George Floyd protests live updates: Chaotic scenes in Philadelphia, Chicago, Los Angeles


Minnesota Gov. Tim Walz (D) announced Saturday that he was “fully” mobilizing the National Guard, a first in the state’s history, to help control the violent unrest that followed peaceful protests over the death of George Floyd while in police custody.

“Let’s be very clear, the situation in Minneapolis is no longer in any way about the murder of George Floyd,” Walz said.

The governor said he had “sensitivity to the legitimate rage and anger” that Minnesotans felt after Floyd’s death, which manifested earlier in the week with “healthy gathering of community.”

By Thursday, Walz said that peaceful protest was gone and that the destruction Friday night made a “mockery” of Floyd’s death.

“At this point of time, it is nothing short of a blessing that we have not had someone killed as an innocent bystander in this,” Walz said.

The governor said the tactics of first responders will be to reduce loss of life and property in the state, where small businesses and community nonprofits were damaged in the unrest.

Minneapolis Mayor Jacob Frey (D) and Saint Paul Mayor Melvin Carter (D), who also spoke during the news briefing, said the violent demonstrators weren’t from their cities. Carter said there were “relatively few arrests” during Friday night’s protests, but the people arrested were all from other states.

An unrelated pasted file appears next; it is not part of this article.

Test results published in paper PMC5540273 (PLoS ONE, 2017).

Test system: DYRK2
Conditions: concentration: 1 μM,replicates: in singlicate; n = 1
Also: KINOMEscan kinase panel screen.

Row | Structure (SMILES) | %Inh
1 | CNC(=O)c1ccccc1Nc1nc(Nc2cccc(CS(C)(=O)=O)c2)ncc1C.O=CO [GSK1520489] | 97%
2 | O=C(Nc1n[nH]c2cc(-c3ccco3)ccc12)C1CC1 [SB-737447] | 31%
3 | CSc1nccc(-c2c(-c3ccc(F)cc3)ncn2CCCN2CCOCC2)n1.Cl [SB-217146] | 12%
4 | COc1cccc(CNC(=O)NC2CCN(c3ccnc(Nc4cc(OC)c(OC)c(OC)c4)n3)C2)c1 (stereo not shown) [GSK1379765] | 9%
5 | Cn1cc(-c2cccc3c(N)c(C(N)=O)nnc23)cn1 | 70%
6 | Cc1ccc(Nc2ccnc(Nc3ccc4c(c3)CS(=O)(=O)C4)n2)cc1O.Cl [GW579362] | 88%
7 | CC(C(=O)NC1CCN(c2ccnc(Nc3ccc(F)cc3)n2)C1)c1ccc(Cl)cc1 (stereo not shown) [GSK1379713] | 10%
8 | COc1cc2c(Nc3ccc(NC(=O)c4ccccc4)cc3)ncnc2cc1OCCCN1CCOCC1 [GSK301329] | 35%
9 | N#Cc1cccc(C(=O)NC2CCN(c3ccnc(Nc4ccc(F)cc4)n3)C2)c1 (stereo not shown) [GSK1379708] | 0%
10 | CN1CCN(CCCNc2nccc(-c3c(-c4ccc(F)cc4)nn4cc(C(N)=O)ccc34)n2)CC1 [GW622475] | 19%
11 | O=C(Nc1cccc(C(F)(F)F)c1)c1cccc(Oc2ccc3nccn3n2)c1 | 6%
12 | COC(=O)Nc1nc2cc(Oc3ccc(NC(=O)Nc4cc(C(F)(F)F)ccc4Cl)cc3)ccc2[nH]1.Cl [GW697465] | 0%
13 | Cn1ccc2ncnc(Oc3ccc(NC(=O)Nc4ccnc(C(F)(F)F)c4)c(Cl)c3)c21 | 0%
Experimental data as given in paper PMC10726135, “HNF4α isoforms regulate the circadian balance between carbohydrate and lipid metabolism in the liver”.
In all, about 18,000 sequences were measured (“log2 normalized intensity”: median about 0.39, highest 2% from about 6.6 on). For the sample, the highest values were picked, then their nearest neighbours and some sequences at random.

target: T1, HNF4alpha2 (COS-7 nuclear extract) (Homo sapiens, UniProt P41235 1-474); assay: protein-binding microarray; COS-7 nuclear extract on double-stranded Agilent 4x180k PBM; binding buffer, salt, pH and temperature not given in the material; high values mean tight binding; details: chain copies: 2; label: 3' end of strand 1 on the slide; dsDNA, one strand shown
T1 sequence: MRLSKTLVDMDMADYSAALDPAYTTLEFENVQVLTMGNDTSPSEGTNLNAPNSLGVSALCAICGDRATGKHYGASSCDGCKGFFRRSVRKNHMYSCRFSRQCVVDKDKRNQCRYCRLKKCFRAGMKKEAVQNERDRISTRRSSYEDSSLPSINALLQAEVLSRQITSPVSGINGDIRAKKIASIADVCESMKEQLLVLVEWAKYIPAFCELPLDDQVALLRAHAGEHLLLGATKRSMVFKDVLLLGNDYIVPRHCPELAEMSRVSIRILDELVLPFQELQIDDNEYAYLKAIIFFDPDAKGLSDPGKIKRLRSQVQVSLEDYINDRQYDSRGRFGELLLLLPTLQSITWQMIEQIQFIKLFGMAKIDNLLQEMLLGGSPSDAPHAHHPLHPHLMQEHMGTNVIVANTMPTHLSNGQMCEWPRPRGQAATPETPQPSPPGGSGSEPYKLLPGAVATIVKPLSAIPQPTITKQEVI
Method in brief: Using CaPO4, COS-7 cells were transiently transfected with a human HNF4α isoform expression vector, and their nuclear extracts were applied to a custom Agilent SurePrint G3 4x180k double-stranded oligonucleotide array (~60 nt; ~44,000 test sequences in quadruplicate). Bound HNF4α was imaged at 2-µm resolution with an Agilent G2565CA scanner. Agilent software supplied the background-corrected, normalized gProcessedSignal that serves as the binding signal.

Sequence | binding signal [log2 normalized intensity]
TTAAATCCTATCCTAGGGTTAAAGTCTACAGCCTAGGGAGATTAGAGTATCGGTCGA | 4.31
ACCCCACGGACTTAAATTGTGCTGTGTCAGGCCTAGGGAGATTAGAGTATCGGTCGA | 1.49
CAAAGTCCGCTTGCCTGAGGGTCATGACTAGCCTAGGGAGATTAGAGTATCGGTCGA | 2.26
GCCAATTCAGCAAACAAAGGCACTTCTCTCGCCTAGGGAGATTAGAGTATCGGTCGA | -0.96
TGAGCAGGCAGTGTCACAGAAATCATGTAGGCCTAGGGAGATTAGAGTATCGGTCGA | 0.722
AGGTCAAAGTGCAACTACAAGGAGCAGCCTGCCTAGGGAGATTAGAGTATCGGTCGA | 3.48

“Those folks are agitating and inciting and taking advantage of the pain, hurt, frustration, anger and real and legitimate sadness that so many of our community members feel to advocate for the destruction of our communities,” Carter said.

Walz warned of more protesters gathering Saturday night spurred by increased police presence.

“This is only going to make it more difficult tonight,” Walz said.

Minnesota National Guard Maj. Gen. Jon Jensen told reporters that there were already 700 guardsmen mobilized as of early Saturday but by noon, there will be 2,500 guard members activated and they were requesting federal assistance.

“What does that mean? It means we’re all in,” Jensen said.

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